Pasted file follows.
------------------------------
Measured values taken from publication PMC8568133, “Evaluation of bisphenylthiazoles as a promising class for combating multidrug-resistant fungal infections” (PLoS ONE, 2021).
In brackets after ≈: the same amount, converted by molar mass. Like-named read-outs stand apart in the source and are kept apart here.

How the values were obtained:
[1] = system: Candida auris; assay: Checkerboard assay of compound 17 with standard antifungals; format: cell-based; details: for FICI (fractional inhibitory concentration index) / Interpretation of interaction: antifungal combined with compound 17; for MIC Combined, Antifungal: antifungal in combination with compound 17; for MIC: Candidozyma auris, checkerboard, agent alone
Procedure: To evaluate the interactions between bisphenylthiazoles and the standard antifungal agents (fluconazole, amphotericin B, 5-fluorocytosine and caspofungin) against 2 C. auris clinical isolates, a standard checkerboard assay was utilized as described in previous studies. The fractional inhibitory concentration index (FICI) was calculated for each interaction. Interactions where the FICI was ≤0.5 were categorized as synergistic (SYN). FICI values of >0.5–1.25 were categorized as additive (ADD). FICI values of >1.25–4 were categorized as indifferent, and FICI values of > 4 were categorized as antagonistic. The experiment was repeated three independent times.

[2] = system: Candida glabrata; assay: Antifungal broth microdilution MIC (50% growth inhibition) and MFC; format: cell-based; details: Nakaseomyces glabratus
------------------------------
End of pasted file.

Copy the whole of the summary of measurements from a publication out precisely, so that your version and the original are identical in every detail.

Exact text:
Measured values taken from publication PMC8568133, “Evaluation of bisphenylthiazoles as a promising class for combating multidrug-resistant fungal infections” (PLoS ONE, 2021).
In brackets after ≈: the same amount, converted by molar mass. Like-named read-outs stand apart in the source and are kept apart here.

How the values were obtained:
[1] = system: Candida auris; assay: Checkerboard assay of compound 17 with standard antifungals; format: cell-based; details: for FICI (fractional inhibitory concentration index) / Interpretation of interaction: antifungal combined with compound 17; for MIC Combined, Antifungal: antifungal in combination with compound 17; for MIC: Candidozyma auris, checkerboard, agent alone
Procedure: To evaluate the interactions between bisphenylthiazoles and the standard antifungal agents (fluconazole, amphotericin B, 5-fluorocytosine and caspofungin) against 2 C. auris clinical isolates, a standard checkerboard assay was utilized as described in previous studies. The fractional inhibitory concentration index (FICI) was calculated for each interaction. Interactions where the FICI was ≤0.5 were categorized as synergistic (SYN). FICI values of >0.5–1.25 were categorized as additive (ADD). FICI values of >1.25–4 were categorized as indifferent, and FICI values of > 4 were categorized as antagonistic. The experiment was repeated three independent times.

[2] = system: Candida glabrata; assay: Antifungal broth microdilution MIC (50% growth inhibition) and MFC; format: cell-based; details: Nakaseomyces glabratus